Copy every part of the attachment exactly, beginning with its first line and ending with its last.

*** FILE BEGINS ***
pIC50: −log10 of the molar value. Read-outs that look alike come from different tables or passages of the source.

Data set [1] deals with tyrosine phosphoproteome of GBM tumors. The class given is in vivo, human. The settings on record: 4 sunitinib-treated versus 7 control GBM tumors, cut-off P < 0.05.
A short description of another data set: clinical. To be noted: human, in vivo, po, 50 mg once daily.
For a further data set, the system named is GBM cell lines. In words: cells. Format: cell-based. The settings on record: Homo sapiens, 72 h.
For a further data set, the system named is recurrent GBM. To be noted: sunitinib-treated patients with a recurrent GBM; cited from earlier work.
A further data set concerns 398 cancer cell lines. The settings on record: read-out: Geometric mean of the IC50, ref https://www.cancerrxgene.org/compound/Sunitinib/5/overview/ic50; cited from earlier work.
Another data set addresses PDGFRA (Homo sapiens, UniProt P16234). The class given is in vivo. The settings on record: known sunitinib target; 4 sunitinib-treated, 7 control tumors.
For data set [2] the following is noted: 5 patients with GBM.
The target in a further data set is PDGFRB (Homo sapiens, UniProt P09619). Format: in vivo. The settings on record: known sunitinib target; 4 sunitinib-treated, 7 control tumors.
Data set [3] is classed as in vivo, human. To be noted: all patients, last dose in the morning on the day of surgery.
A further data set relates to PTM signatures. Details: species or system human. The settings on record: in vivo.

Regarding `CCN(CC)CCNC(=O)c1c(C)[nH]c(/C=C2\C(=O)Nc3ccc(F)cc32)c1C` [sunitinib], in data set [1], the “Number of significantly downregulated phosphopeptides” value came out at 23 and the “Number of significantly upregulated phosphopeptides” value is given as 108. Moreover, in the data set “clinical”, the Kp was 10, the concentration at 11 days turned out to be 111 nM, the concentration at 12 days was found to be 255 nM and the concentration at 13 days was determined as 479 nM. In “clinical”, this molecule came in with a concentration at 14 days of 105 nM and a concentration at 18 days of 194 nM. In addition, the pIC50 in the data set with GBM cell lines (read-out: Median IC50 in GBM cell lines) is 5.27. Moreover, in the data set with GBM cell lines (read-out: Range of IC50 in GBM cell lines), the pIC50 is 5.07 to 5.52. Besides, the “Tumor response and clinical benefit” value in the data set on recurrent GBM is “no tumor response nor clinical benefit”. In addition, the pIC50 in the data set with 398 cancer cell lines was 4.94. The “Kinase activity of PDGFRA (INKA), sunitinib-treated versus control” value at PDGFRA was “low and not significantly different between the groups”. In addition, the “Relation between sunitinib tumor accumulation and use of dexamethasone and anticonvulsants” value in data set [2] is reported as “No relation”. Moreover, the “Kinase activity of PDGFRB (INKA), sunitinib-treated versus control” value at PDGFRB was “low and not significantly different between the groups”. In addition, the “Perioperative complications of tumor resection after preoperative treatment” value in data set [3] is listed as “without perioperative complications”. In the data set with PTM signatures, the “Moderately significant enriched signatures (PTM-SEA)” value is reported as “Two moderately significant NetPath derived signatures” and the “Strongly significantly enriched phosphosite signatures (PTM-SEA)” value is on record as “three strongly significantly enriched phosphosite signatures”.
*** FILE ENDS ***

pIC50: −log10 of the molar value. Read-outs that look alike come from different tables or passages of the source.

Data set [1] deals with tyrosine phosphoproteome of GBM tumors. The class given is in vivo, human. The settings on record: 4 sunitinib-treated versus 7 control GBM tumors, cut-off P < 0.05.
A short description of another data set: clinical. To be noted: human, in vivo, po, 50 mg once daily.
For a further data set, the system named is GBM cell lines. In words: cells. Format: cell-based. The settings on record: Homo sapiens, 72 h.
For a further data set, the system named is recurrent GBM. To be noted: sunitinib-treated patients with a recurrent GBM; cited from earlier work.
A further data set concerns 398 cancer cell lines. The settings on record: read-out: Geometric mean of the IC50, ref https://www.cancerrxgene.org/compound/Sunitinib/5/overview/ic50; cited from earlier work.
Another data set addresses PDGFRA (Homo sapiens, UniProt P16234). The class given is in vivo. The settings on record: known sunitinib target; 4 sunitinib-treated, 7 control tumors.
For data set [2] the following is noted: 5 patients with GBM.
The target in a further data set is PDGFRB (Homo sapiens, UniProt P09619). Format: in vivo. The settings on record: known sunitinib target; 4 sunitinib-treated, 7 control tumors.
Data set [3] is classed as in vivo, human. To be noted: all patients, last dose in the morning on the day of surgery.
A further data set relates to PTM signatures. Details: species or system human. The settings on record: in vivo.

Regarding `CCN(CC)CCNC(=O)c1c(C)[nH]c(/C=C2\C(=O)Nc3ccc(F)cc32)c1C` [sunitinib], in data set [1], the “Number of significantly downregulated phosphopeptides” value came out at 23 and the “Number of significantly upregulated phosphopeptides” value is given as 108. Moreover, in the data set “clinical”, the Kp was 10, the concentration at 11 days turned out to be 111 nM, the concentration at 12 days was found to be 255 nM and the concentration at 13 days was determined as 479 nM. In “clinical”, this molecule came in with a concentration at 14 days of 105 nM and a concentration at 18 days of 194 nM. In addition, the pIC50 in the data set with GBM cell lines (read-out: Median IC50 in GBM cell lines) is 5.27. Moreover, in the data set with GBM cell lines (read-out: Range of IC50 in GBM cell lines), the pIC50 is 5.07 to 5.52. Besides, the “Tumor response and clinical benefit” value in the data set on recurrent GBM is “no tumor response nor clinical benefit”. In addition, the pIC50 in the data set with 398 cancer cell lines was 4.94. The “Kinase activity of PDGFRA (INKA), sunitinib-treated versus control” value at PDGFRA was “low and not significantly different between the groups”. In addition, the “Relation between sunitinib tumor accumulation and use of dexamethasone and anticonvulsants” value in data set [2] is reported as “No relation”. Moreover, the “Kinase activity of PDGFRB (INKA), sunitinib-treated versus control” value at PDGFRB was “low and not significantly different between the groups”. In addition, the “Perioperative complications of tumor resection after preoperative treatment” value in data set [3] is listed as “without perioperative complications”. In the data set with PTM signatures, the “Moderately significant enriched signatures (PTM-SEA)” value is reported as “Two moderately significant NetPath derived signatures” and the “Strongly significantly enriched phosphosite signatures (PTM-SEA)” value is on record as “three strongly significantly enriched phosphosite signatures”.